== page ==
Case of the 3 Brutally Murdered Gaza Women Solved

Australian News ABC reported earlier today that the bodies of three tortured bodies were found in a street in the Gaza Strip:

The corpses were discovered in the Deir al-Balah refugee camp late on Saturday and taken to the nearby Al-Aqsa Hospital.

Medics there said the bodies had stab wounds, traces that wire had been placed around their necks and other signs of torture.

Neither the identities of the women nor the circumstances surrounding their deaths were immediately known.

The Bahrain Tribune later today reported that the three women were the victims of honor killings:

A Hamas security force said yesterday the brother and cousin of three sisters who were stabbed to death last weekend were suspects of what was likely to have been an “honour killing” and ordered the men jailed.

Witnesses said unidentified men dumped the bodies of the women in a pre-dug grave in a cemetery late on Saturday and informed Hamas’s Executive Force. Medics said the sisters had multiple stab wounds.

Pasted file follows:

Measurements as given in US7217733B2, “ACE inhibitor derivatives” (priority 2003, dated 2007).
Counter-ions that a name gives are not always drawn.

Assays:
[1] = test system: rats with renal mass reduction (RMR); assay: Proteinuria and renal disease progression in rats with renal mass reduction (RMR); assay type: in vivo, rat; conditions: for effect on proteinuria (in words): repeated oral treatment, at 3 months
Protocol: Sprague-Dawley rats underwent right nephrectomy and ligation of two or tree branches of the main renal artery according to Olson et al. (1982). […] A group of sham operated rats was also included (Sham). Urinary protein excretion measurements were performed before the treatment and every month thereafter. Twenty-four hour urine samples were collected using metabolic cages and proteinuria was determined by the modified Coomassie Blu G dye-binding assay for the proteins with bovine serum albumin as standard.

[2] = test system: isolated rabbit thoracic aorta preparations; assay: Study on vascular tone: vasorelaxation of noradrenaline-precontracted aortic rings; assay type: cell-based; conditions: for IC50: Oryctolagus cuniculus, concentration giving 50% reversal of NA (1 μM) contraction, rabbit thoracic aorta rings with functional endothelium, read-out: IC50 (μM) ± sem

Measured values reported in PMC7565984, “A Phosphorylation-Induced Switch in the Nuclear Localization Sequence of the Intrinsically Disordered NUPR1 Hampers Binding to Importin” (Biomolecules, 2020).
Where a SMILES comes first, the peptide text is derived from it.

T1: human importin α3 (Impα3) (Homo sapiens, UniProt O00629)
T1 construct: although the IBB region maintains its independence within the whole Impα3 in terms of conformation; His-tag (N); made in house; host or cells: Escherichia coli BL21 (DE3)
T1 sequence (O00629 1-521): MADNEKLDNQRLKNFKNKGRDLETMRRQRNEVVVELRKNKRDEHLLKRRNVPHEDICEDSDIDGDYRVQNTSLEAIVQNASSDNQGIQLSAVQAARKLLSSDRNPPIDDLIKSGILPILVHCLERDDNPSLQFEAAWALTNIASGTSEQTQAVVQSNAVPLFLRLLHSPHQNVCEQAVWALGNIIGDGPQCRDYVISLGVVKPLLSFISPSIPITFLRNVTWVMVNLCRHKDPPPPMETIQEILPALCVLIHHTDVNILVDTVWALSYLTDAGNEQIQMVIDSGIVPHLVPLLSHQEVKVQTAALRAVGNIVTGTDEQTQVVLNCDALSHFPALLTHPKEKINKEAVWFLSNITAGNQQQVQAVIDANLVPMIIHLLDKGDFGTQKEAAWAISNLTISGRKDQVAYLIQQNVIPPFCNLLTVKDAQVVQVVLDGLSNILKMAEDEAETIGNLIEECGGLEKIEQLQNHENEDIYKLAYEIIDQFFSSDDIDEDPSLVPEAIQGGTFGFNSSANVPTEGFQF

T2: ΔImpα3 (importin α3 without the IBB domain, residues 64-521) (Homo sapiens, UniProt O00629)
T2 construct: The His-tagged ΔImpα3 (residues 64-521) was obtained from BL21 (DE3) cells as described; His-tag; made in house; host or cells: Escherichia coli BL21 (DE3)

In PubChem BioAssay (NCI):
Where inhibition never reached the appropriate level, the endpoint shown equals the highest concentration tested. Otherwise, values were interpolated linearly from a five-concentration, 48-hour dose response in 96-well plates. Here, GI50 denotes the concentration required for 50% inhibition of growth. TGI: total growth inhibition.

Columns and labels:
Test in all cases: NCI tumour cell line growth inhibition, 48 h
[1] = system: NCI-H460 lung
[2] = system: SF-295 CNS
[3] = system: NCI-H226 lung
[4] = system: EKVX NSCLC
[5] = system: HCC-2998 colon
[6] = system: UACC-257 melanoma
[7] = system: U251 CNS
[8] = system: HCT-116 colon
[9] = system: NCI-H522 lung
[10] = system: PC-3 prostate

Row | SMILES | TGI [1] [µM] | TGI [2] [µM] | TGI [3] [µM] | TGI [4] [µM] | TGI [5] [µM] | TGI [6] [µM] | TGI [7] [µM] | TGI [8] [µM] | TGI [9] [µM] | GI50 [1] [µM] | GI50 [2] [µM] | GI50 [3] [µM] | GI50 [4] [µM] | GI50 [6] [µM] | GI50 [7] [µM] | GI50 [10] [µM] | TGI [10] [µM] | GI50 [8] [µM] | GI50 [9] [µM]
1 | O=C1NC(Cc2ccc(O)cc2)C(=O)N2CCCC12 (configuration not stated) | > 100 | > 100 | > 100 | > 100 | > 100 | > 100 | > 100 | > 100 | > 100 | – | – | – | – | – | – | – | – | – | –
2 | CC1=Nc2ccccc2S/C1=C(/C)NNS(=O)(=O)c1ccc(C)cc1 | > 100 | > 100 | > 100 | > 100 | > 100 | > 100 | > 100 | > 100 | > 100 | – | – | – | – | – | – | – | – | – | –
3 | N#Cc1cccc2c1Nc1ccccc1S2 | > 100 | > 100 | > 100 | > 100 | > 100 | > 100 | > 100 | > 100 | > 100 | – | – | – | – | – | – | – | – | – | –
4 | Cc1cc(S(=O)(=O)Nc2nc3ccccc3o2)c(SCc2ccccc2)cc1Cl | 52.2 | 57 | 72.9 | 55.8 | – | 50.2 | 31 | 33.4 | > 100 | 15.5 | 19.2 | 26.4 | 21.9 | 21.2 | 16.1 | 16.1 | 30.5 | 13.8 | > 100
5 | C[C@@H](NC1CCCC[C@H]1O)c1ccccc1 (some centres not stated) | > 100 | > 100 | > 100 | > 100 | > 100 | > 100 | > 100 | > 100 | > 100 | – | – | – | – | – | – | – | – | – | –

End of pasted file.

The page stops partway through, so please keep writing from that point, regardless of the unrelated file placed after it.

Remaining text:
The deaths of the women, who were aged 16 to 22, were the first such killings in Gaza since Hamas seized the area in June after routing loyalists of President Mahmoud Abbas.

The deaths pose a challenge to the Islamist group, which many credit with bringing a sense of security to Gaza, whose 1.5 million population suffer severe economic hardships.

“There is a law and no one should take the law into his hands,” said Executive Force Spokesman Islam Shahwan. “The defendants will be jailed and brought to justice”.
Shahwan said a preliminary inquiry showed the brother and cousin to be suspects in the killing of the sisters and that their motive was likely a desire to protect family honour.

Palestinian human rights groups in Gaza called yesterday for tougher punishments for those who carry out such crimes.

They said the deaths of the sisters brought to 12 the number of women killed in similar ways in 2007, in addition to 30 others who died in internal factional bloodshed and violence between clans, or extended families.

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